One chilly evening in late october, I got dressed up for a fancy evening out with my boyfriend, and it didn’t go as planned.
“Planned,” I say, because getting dressed up is now something that occupies an isolated spot on my calendar. The boyfriend and I have been together now for almost a year, and we’ve drifted into a cocooning phase. For me, that’s entailed an almost complete letting go of the smartly dressed lady who was once the public version of me.
I’ve been living and working alone at home as a style writer since 2001. So even before the boyfriend, I mostly existed as Private Me, a mound of unwashed hair and equally unwashed camisoles, able to terraform into a pair of old jeans should the need for local errands arise. But I used to trot Public Me out often enough, for interviews or lunches or dinners, that I at least identified with her.
Now, I’m so out of practice that in those moments when Public Me has to come out, for meetings, mostly, or on that fancy night out, shopping my closet has taken on a whole new meaning—I honestly haven’t beheld a fair amount of what I find in there in a long time. And, after I sat out last season with deadlines and travel, fashion week is coming up again, so I need Public Me back. But I’ve changed since she was last really in effect. She is like old software on a new machine. I need to reboot.
Before I moved to Paris in 2006, when I was still living in New York and socializing with most of my colleagues, my outward projection was a semi-in-control gal with a preference for complicated Marni prints and a dash of Alexander McQueen. A bit unkempt, to maintain the air that she could take or leave whatever, but unquestionably fashionable, with colorful Marc Jacobs shoes and various bags that would actually rotate.
She was also mostly single, so she took care. Then, last year, I met someone. It was during a phase of fairly concentrated Internet first-dating, so I was usually in skinny jeans, black stiletto-heeled boots and a vintage ’80s blouse-and-blazer combo that sort of hinted at overall interesting fashion awareness but wouldn’t scare the natives.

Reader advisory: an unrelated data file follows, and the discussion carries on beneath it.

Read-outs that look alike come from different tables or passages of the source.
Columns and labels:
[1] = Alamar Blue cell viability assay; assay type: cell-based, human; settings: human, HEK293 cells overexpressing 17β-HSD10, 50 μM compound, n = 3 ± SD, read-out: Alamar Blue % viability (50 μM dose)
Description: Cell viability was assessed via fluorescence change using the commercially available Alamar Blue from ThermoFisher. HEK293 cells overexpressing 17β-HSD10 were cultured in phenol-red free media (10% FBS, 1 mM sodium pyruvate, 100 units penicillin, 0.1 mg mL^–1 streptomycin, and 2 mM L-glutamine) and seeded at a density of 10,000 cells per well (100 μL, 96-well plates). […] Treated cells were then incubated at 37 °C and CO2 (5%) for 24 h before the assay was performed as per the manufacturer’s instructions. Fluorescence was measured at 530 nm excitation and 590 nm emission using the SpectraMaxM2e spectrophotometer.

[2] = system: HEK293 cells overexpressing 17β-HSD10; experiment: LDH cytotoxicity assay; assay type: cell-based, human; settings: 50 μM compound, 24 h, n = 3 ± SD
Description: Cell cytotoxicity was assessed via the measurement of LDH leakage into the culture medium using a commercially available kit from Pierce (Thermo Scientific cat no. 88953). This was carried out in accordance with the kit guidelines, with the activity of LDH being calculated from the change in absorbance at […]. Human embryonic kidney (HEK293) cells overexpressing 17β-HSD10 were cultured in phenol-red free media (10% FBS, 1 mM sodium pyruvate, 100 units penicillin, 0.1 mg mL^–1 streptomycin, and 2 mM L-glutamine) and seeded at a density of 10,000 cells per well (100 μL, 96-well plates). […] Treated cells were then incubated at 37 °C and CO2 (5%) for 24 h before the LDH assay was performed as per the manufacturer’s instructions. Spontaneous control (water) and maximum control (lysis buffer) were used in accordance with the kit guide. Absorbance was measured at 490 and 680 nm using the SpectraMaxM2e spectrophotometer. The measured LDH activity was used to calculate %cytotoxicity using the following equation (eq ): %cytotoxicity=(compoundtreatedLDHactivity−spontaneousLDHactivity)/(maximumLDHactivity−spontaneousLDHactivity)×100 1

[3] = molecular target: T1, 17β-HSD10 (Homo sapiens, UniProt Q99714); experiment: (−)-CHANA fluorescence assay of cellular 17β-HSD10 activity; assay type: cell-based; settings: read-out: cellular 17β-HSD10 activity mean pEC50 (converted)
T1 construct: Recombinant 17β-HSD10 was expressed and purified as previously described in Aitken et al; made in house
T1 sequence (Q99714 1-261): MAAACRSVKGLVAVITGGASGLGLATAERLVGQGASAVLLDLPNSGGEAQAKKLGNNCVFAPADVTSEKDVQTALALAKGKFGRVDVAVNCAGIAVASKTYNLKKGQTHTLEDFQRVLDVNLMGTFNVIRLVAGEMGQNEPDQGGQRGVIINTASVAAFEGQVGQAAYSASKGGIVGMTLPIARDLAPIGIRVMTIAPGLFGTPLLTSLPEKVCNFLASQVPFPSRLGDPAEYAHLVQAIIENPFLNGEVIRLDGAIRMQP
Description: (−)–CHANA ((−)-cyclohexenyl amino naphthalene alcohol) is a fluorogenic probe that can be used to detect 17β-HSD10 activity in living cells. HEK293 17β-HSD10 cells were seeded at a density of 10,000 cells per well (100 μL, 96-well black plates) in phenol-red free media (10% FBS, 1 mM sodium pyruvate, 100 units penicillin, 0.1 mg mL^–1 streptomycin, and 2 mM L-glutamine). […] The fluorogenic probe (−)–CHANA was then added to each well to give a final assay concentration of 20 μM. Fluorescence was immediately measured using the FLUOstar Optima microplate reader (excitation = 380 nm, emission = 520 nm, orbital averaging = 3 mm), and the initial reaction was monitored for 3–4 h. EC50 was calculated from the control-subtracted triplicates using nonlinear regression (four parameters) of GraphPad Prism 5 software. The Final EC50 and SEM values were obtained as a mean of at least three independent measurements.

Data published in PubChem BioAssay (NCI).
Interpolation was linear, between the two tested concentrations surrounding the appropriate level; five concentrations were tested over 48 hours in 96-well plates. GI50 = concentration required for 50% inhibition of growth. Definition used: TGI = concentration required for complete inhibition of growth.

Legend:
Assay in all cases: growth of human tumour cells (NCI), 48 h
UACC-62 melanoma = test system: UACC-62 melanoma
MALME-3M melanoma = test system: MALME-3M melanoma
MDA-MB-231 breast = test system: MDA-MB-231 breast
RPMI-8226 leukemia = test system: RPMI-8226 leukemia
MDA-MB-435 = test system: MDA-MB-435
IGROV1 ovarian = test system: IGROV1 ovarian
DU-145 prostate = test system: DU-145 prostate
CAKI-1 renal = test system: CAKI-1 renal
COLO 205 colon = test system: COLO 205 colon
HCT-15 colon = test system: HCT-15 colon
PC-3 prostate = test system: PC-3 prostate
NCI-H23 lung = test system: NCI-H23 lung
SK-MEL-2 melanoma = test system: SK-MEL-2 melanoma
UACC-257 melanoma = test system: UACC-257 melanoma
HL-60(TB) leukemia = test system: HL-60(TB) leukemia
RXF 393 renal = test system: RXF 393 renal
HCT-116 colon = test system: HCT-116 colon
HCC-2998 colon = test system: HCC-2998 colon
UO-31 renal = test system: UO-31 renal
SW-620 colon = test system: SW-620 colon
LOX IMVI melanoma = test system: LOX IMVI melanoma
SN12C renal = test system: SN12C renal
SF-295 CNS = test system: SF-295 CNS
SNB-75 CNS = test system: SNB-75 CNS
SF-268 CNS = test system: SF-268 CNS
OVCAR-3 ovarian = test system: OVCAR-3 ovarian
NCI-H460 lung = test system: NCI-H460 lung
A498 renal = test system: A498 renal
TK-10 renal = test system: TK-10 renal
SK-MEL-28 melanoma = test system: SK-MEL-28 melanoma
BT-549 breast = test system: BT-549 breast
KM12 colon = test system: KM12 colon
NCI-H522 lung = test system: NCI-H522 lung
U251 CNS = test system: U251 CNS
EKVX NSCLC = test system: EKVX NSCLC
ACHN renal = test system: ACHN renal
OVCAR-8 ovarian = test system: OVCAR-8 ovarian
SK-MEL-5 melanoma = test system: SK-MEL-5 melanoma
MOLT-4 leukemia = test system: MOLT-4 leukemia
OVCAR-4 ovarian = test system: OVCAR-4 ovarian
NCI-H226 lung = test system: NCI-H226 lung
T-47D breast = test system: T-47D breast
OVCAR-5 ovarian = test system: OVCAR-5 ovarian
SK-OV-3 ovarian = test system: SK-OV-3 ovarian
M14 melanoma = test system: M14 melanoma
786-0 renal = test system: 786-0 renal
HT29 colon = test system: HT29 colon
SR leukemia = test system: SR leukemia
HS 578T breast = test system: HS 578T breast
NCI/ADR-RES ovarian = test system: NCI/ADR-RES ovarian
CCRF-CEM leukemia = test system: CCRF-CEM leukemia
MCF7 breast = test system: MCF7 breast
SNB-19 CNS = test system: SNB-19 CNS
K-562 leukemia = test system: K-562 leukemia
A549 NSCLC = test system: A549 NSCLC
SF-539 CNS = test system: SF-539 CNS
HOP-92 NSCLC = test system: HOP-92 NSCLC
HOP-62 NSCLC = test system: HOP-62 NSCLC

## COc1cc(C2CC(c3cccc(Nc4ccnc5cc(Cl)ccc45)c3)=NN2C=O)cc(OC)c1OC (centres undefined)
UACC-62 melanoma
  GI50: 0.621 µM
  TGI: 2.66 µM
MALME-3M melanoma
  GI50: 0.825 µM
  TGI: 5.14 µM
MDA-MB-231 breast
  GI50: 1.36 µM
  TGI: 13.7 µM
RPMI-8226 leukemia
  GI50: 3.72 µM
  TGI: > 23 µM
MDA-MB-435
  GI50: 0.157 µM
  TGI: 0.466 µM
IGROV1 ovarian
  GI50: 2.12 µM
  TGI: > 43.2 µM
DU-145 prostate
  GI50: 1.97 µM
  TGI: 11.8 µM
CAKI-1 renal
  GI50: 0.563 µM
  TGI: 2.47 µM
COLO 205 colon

The weather was cold during that courtship period, so as the boyfriend and I became a couple he also got a few doses of Margot Tenenbaum–ish vintage fur, the occasional pencil skirt with tights and flats, and the odd circle skirt. But the peach Martin Margiela shell with the extra armhole and the sharp, black leather-trimmed McQueen were at this point dim memories of mine, and total strangers to him.
Soon things were serious, and we started spending a lot of nights in. I’m not complaining: He’s a fabulous cook and we have important Scandinavian crime shows to catch up on. But this has reorganized the Me’s, Public and Private. I have kind of merged them, and in so doing, my expectations for myself have lowered. Like: I bathe most of the time. That’s not bad! But I have given up on makeup except on rare occasions. At home with him, the look is a caftan I bought in Morocco in 2005, or, if he’s lucky, a pair of Banana Republic cords, an oversize J.Crew cashmere sweatshirt and sensible mid-heeled Margiela booties in a tempting shade of beige.
Since I’m no longer looking to attract random strangers when I’m out in the world, that’s also become my uniform when we’re out of the house. The boyfriend has kids aged nine and seven, and we spend half our time with them. I need things I’m not going to ruin with cookie batter or an accidentally spilled Coke.